People have blamed the Delaroche print of Lady Janes Execution as the reason why the feng shui in my house is upset and hence Im unmarried.  "Dont put up such pictures of women languishing in pain!".  It was partly in jest , I think.

Our letter box.

An open area behind my house, very green now after the monsoon.

My gate.


Waever birds nesting on this tree.  I hope noone discovers the nests and takes them away from the birds.

Ill fated Delaroche print.



Aug. 25th, 2008

02:56 pm - Never saw this signature on a post in a blog before....

"If you can read this, thank a teacher!,

If you are  reading this in English, thank a soldier!"

Jul. 2nd, 2008

07:36 pm - Old houses in the old city.

Pune has a variety of older houses. Typically two storied, dwellings on top and wooden shuttered shops below. They are usually constructed of wood and brick with some stone. The railings and balconies are of cast iron, often decorative, and roofs of terracotta tiles with recent repairs of corrugated tin. They used to line the streets with almost no gaps in between adjacent houses. Some were ancestral family homes, some single room tenements. Rickety, crumbling, sometimes ornate, but almost all certainly destined to be pulled down. They will disappear quietly.  

I have started to draw these houses when I can. I draw using pen and ink wash.  I draw directly to paper without any pencilling.  I also draw on site.  I sometimes screw up but it keeps me focused and its fun.  I am usually squatting or leaning in an uncomfortable pose in a street corner.  The local kids sometime ( it was the summer holidays) come to see what I am doing.  The boys are usually full of questions, the girls seem more sincere in their appreciative smiles when I am done.


Jul. 1st, 2008

07:27 pm - Walking with the warkari's

Last friday,  I woke up at 6:00 am and decided to join about 500,000 people total, who were walking from one town to another, 250km away in sort of a pilgrimage.  I walked about 15 km :).

This tradition has been going on since the last 300 years or so.  This walkathon is usually soon after the monsoon has set in and so its quite pleasant for the most part.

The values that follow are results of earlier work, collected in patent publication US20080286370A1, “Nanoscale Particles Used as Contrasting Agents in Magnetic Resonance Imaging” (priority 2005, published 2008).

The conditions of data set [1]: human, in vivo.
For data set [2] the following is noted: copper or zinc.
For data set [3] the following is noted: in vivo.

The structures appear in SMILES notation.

The true participants belong a to a non denominational sect called the 'Warkari's".  This sect was formed in response to traditional caste based Hinduism and other mainstream religions by a man ( now deemed a saint) Gnyaneshwar( try and pronounce that...).  His followers have continued this tradition, of walking from a temple in a town called Alandi to another holy site called Pandharpur about 250 kms southeast of my city Pune.

So you essentially walk, the devotees are usually older( about 50 +), farmers, rural folk with not a lot to their name.
Both men and women,  they come from various villages all around western India,  they form 'Dindi's", like a contingent, they are numbered, and in no arbitrary order, the #1 Dindi has come from the same village and generations have participated in it, so on with all the other contingents.  There is a lot of chanting and clanging of small cymbals.  People singing devotional songs or just chanting the saints name.
The contingents also have a support system, trucks filled with food and other essentials follow them on their route for the 50 odd days it takes for the whole procession to reach the end.  

This is also known as the 'Palkhi', or palanquin. A bullock cart with about 200 kgs of silver decorations, carries the solid silver replica's of the footwear of the Saint Gnyaneshwar.

So I joined this event, it took me about 4 hours in all, I walked about six kms to join and then walked back about ten.

Some images.

A 'Dindi'.  This contingent is relatively small.

Drying clothes.  The long procession can be seen in the corner right hand.

Drums and cymbals,  these folks are wearing traditional clothing worn by rural people and farmers in western India,  the caps were called 'Gandhi' caps because he had introduced them during the struggle for indian independence from the british.